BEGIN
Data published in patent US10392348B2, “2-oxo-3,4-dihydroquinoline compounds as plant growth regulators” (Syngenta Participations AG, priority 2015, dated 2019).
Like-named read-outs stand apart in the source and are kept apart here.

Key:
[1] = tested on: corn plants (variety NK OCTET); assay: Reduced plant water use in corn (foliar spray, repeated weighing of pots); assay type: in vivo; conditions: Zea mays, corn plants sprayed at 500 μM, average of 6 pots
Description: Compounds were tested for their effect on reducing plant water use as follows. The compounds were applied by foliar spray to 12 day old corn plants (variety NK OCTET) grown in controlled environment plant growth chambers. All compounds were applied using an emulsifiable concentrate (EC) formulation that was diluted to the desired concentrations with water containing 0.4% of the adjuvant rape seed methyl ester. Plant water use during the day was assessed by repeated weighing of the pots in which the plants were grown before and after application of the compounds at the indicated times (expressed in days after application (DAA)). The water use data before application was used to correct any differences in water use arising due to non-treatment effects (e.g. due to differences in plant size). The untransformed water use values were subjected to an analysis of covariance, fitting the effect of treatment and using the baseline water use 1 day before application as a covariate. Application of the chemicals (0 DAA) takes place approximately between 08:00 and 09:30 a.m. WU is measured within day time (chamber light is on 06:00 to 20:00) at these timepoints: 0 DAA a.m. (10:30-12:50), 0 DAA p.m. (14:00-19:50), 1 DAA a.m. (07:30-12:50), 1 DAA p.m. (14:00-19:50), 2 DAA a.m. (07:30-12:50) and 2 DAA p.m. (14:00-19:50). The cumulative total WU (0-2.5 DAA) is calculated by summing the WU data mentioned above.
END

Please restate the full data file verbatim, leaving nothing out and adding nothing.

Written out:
Data published in patent US10392348B2, “2-oxo-3,4-dihydroquinoline compounds as plant growth regulators” (Syngenta Participations AG, priority 2015, dated 2019).
Like-named read-outs stand apart in the source and are kept apart here.

Key:
[1] = tested on: corn plants (variety NK OCTET); assay: Reduced plant water use in corn (foliar spray, repeated weighing of pots); assay type: in vivo; conditions: Zea mays, corn plants sprayed at 500 μM, average of 6 pots
Description: Compounds were tested for their effect on reducing plant water use as follows. The compounds were applied by foliar spray to 12 day old corn plants (variety NK OCTET) grown in controlled environment plant growth chambers. All compounds were applied using an emulsifiable concentrate (EC) formulation that was diluted to the desired concentrations with water containing 0.4% of the adjuvant rape seed methyl ester. Plant water use during the day was assessed by repeated weighing of the pots in which the plants were grown before and after application of the compounds at the indicated times (expressed in days after application (DAA)). The water use data before application was used to correct any differences in water use arising due to non-treatment effects (e.g. due to differences in plant size). The untransformed water use values were subjected to an analysis of covariance, fitting the effect of treatment and using the baseline water use 1 day before application as a covariate. Application of the chemicals (0 DAA) takes place approximately between 08:00 and 09:30 a.m. WU is measured within day time (chamber light is on 06:00 to 20:00) at these timepoints: 0 DAA a.m. (10:30-12:50), 0 DAA p.m. (14:00-19:50), 1 DAA a.m. (07:30-12:50), 1 DAA p.m. (14:00-19:50), 2 DAA a.m. (07:30-12:50) and 2 DAA p.m. (14:00-19:50). The cumulative total WU (0-2.5 DAA) is calculated by summing the WU data mentioned above.